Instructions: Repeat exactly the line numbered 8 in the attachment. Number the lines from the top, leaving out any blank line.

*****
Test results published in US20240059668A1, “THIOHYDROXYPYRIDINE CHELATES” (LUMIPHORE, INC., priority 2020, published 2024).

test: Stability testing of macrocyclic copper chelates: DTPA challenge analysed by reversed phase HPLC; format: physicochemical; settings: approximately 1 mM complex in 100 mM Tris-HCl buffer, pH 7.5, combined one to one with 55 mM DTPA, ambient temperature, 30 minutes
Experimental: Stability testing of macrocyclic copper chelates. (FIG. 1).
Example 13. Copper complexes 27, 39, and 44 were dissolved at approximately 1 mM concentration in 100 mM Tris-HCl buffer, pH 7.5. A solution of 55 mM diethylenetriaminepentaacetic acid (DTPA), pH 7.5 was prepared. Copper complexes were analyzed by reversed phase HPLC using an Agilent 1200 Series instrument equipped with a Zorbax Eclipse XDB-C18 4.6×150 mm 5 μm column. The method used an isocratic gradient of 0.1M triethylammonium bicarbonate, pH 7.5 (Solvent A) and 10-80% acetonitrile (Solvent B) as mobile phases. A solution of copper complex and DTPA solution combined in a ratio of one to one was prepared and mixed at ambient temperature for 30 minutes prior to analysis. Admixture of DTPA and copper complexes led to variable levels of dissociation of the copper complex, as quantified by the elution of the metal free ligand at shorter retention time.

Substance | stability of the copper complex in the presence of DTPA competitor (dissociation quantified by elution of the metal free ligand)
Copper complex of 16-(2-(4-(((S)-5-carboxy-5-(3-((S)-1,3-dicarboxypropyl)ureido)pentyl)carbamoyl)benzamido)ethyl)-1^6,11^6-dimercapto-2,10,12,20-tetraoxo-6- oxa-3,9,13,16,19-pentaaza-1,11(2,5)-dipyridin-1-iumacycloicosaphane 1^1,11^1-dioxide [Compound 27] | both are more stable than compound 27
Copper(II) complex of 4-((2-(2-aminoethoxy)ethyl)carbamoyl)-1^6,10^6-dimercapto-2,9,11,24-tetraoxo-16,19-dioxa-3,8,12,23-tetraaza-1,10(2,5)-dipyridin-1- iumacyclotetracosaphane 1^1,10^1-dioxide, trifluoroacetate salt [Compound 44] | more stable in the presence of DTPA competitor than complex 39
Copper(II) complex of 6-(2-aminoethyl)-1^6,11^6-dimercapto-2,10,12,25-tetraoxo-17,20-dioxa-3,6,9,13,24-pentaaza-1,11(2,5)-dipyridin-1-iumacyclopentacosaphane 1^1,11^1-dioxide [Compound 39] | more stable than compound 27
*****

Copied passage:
Copper(II) complex of 6-(2-aminoethyl)-1^6,11^6-dimercapto-2,10,12,25-tetraoxo-17,20-dioxa-3,6,9,13,24-pentaaza-1,11(2,5)-dipyridin-1-iumacyclopentacosaphane 1^1,11^1-dioxide [Compound 39] | more stable than compound 27